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Publication Detail
Concurrent anodal transcranial direct-current stimulation and motor task to influence sensorimotor cortex activation.
  • Publication Type:
    Journal article
  • Publication Sub Type:
  • Authors:
    Besson P, Muthalib M, Dray G, Rothwell J, Perrey S
  • Publication date:
  • Journal:
    Brain Res
  • Status:
    Published online
  • Country:
  • PII:
  • Language:
  • Keywords:
    functional neuroimaging, high-definition montage, neuromodulation, neurovascular coupling, online, plasticity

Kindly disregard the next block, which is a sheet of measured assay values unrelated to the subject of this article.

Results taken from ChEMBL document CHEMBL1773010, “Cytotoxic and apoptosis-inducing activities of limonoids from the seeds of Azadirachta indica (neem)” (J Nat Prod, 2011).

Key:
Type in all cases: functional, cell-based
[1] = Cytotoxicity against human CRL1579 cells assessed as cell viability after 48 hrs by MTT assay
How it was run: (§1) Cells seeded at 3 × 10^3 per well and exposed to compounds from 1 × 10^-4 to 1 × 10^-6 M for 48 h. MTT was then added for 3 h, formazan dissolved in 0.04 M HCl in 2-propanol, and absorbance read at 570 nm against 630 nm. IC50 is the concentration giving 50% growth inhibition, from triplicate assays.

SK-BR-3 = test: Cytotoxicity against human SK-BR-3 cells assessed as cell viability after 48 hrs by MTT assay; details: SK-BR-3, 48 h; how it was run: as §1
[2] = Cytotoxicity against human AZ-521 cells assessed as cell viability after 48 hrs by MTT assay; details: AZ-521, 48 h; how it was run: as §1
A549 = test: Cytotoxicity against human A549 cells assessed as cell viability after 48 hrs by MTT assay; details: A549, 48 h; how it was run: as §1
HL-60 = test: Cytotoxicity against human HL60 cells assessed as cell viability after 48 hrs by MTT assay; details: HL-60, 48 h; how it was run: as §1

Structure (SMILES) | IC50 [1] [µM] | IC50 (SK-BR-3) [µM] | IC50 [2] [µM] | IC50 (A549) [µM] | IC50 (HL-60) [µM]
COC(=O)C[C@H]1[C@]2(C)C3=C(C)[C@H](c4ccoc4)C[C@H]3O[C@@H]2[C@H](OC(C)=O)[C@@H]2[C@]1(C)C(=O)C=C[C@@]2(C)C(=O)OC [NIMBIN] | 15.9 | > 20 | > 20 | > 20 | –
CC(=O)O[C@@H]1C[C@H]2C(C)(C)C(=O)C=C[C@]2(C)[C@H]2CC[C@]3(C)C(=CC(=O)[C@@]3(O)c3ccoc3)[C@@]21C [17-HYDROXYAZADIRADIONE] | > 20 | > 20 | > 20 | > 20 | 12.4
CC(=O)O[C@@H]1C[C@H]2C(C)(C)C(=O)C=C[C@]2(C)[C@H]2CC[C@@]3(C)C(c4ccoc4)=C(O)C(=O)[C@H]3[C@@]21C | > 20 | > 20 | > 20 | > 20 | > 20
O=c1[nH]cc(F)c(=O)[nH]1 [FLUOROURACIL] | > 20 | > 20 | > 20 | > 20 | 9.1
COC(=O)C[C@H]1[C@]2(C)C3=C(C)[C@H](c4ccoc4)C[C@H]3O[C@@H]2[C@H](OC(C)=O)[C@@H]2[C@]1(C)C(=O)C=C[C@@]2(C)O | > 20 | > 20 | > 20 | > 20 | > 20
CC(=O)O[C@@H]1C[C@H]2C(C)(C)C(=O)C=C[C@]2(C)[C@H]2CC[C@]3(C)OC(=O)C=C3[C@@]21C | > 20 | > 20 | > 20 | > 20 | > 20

Functional targeting with anodal high-definition transcranial direct current stimulation (HD-atDCS) of involved brain areas during performance of a motor task (online) may facilitate sensorimotor cortex neuroplasticity compared to performing the motor task after HD-atDCS (offline). The aim of this study was to employ functional near-infrared spectroscopy to compare the time course of motor task-related changes in sensorimotor cortex activation between online and offline HD-atDCS. We hypothesized that online HD-atDCS would have a greater effect on task-related sensorimotor cortex activation than offline HD-atDCS. In a within-subject sham controlled and randomized study design, 9 healthy participants underwent 3 HD-atDCS sessions (online, offline and sham) targeting the left sensorimotor cortex separated by 1 week. Functional near-infrared spectroscopy hemodynamic changes were measured from the left sensorimotor cortex during a simple finger opposition motor task before (Pre), immediately (T1) and 30 min after (T2) each session. The movement rates were not different between (online, offline, sham) or within (Pre, T1, T2) sessions. At T2, online HD-atDCS was associated with a significant increase (large effect size) in sensorimotor cortex activation (Hedges g = 1.01, p<0.001) when compared to sham; there was a nonsignificant trend to increase activation between offline and sham (Hedges g = 0.52, p=0.05) and between online and offline (Hedges g = 0.53, p=0.06). Concurrent application of HD-atDCS during a motor task may produce larger sensorimotor cortex activation than sequential application.
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